WELCOME TO TORAH-VEDA

Torah and Veda are two ancient sources of spirituality still vibrant today. Torah is conveyed through the sacred language of Hebrew and Veda is conveyed through the sacred language of Sanskrit. The focus here is on meditation, mysticism, philosophy, psychology and the underlying spirituality that has been incorporated into religions, and not as much on the religions themselves. Your comments and posts are welcome.

Torah-Veda
An Interspiritual Journey
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Quote of the Week 37 - Wind, Water, Stone

Wind, Water, Stone
BY OCTAVIO PAZ

Water hollows stone,
wind scatters water,
stone stops the wind.
Water, wind, stone.

Wind carves stone,
stone's a cup of water,
water escapes and is wind.
Stone, wind, water.

Wind sings in its whirling,
water murmurs going by,
unmoving stone keeps still.
Wind, water, stone.

Each is another and no other:
crossing and vanishing
through their empty names:
water, stone, wind.

CURRENT TEACHING SESSIONS

I will be making a presentation at the Atlanta Southeast Limmud this Labor Day weekend, with the following title:

Job’s Second Daughters and the Kabbalah of the Unicorn.

There has been much existential hand-wringing discussion over the centuries about the Book of Job. However, there has been little focus on the significance of the concluding verses and his second set of daughters. Come explore these interesting passages and the mystical significance of how one daughter’s name relates to a single-horned creature, sometimes associated with a unicorn.




Please check out the following, which is an ongoing activity that may be of interest:


www.meetup.com/Interspiritual-Contemplative-Group










Monday, November 10, 2008

Curious Canaan: The Curse of Noah, The Mission of Abram

Many people are familiar with the biblical story of Noah and his Ark. Not as many are familiar with an incident involving Noah and his sons and grandson, Canaan, after The Flood, when they had once again settled on the dry land. One day, Noah imbibes in a little too much of his favorite beverage, the fruit of the vine. One of his three sons, Ham, happens upon Noah lying naked and inebriated in his tent and apparently does something to his father to humiliate him. It is not clear exactly what was the form or nature of this humiliating act, but there are various speculations about it, including castration. He then gloatingly reports this to his two other brothers, Shem and Japtheth, who gingerly approach Noah in his naked, inebriated, humiliated state, and cover him with a blanket. When Noah eventually awakens, he becomes immediately aware of his humiliation and its perpetrator, and curses not Ham, but Canaan, the youngest of Ham’s four sons. There are various explanations/speculations about why Canaan, and not Ham, was the recipient of Noah’s hangover wrath.

Soon after the above story (after one significant aside, relating the tale of the Tower of Babel), the Torah narrative proceeds on to the beginning of the story of the husband and wife pair of Abram/Abraham and Sarai/Sarah, considered to be the first Jews and first Jewish Patriarch and Matriarch. It is clear early on that young Abram is a person of significant spiritual sensitivity with a mission/destiny both personal and communal. An important early initiatory phase to fulfilling his mission (along with his wife, Sarai) is to leave his father’s household, his homeland, and everything that is familiar to him in order to discover his true Self and thus be better equipped to fulfill his destiny. Spurred on by his father, who begins, but does not finish the journey, Abram receives further Divine guidance that leads him, most curiously, to the land of Canaan, the land of Noah’s cursed grandson and his descendants, to accomplish this. So we have here, soon after the story of The Flood, yet another story of waywardness and redemption. That which has been cursed must now be redeemed and serve as a vehicle for self-transformation. Indeed, the processes of redemption and self-transformation seem to go hand-in-hand.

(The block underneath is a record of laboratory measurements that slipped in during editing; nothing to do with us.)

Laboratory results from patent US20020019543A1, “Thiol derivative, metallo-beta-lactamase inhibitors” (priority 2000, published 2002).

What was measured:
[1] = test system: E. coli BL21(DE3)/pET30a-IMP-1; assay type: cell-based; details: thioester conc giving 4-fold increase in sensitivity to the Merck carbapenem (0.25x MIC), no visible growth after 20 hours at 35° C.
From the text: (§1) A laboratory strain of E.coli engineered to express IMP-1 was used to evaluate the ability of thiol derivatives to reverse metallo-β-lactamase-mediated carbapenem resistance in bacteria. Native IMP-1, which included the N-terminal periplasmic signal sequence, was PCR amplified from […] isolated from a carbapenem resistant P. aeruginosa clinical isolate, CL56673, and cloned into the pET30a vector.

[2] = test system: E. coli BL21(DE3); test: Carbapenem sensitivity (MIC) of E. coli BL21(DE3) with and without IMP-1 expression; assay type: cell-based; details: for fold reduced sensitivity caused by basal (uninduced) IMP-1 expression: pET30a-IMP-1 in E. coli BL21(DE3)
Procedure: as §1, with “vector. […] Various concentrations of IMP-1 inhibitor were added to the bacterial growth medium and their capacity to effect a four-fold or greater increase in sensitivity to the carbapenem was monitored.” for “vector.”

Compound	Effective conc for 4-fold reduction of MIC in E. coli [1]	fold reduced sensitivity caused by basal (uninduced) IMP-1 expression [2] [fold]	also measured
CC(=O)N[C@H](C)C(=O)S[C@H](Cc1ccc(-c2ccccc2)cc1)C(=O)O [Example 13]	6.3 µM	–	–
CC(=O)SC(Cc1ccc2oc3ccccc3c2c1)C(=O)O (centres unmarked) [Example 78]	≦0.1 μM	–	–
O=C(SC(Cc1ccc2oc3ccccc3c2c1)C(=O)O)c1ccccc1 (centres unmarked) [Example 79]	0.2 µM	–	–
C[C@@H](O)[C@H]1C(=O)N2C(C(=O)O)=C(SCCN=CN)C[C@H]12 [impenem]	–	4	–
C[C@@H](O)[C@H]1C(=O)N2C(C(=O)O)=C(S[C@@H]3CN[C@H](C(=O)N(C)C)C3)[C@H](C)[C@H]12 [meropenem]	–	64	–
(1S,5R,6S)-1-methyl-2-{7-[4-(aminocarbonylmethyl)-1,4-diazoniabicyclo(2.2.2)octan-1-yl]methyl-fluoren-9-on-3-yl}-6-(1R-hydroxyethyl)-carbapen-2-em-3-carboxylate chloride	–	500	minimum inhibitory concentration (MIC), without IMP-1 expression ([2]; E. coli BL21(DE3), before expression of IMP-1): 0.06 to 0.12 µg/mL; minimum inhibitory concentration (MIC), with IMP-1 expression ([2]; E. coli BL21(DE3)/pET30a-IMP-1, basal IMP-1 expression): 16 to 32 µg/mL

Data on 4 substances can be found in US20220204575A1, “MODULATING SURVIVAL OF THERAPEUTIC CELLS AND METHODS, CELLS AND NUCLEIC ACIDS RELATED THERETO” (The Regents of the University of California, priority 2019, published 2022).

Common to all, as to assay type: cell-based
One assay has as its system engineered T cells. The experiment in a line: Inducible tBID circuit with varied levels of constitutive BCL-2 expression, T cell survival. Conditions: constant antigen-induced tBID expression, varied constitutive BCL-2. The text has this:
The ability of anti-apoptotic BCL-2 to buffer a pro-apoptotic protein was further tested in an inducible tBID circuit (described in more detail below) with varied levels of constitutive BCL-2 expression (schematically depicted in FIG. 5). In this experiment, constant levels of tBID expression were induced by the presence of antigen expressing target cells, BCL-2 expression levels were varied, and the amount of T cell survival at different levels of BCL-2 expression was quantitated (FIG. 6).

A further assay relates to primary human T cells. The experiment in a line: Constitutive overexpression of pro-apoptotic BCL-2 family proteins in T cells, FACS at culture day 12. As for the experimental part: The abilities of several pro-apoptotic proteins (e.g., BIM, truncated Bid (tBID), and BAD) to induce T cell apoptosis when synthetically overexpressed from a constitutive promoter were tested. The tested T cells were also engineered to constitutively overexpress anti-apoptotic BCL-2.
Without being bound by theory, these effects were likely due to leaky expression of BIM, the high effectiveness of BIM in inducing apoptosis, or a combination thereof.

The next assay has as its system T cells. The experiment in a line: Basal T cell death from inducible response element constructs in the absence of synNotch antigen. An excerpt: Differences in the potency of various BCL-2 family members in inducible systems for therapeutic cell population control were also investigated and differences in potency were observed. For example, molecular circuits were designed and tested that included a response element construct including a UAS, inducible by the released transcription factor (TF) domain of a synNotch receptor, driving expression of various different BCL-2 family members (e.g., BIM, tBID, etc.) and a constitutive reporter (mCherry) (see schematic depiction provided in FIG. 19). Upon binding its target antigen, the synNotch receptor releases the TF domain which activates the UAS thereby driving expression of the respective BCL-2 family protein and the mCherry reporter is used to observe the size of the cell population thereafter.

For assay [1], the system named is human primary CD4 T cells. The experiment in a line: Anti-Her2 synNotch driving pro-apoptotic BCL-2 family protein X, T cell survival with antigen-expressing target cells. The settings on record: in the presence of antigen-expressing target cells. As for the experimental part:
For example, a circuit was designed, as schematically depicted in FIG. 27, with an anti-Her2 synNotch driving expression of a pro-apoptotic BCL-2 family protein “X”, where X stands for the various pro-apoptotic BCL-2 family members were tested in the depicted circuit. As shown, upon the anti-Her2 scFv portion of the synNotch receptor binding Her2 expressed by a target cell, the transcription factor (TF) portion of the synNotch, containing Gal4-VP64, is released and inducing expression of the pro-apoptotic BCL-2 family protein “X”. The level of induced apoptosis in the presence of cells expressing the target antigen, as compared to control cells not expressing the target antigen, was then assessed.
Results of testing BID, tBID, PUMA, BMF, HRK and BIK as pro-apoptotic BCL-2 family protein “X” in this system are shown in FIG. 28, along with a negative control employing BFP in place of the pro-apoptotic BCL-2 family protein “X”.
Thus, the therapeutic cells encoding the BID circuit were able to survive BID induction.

But lo and behold! We are told later on in the narrative that Abraham and his entourage are not the first to come to Canaan for such purposes. Shem (from whose name originates the term “Semite”), the oldest and most favored son of Noah, and a direct lineal ancestor of Abraham (with whom Abraham has already studied, along with Eber, another teacher in the direct bloodline between Shem and Abraham, and the originator of the Hebrew language), has preceded Abraham there and established the first priesthood at Salem (later Jerusalem). When Abraham is ready, after enduring further trials and tribulations, Shem (referred to here as Malchizedek) passes on the yoke/mantle of messiah/priest/prophet to Abraham, which is later successively passed on to the two other Patriarchs, Isaac and Jacob.

Many years later, the descendants of Abraham, Isaac and Jacob, whom had left this land due to famine, only to become enslaved in another land which they hoped would bring them relief and salvation, return from their slavery in Egypt once again to the curious land of the cursed Canaan and the blessed Shem and Abraham; to the Promised Land of transgression, redemption and self-transformation, of blessing and of curse. This time it is not merely an individual or small clan or two as in the past, but rather a large multitude consisting of many tribes and others united as a fledgling people and emerging nation. They take up, once again, the yoke/mantle of messiah/priest/prophet of old through Moses, Aaron and Miriam and the succeeding priests and prophets in the land that we now know as Israel/Palestine.

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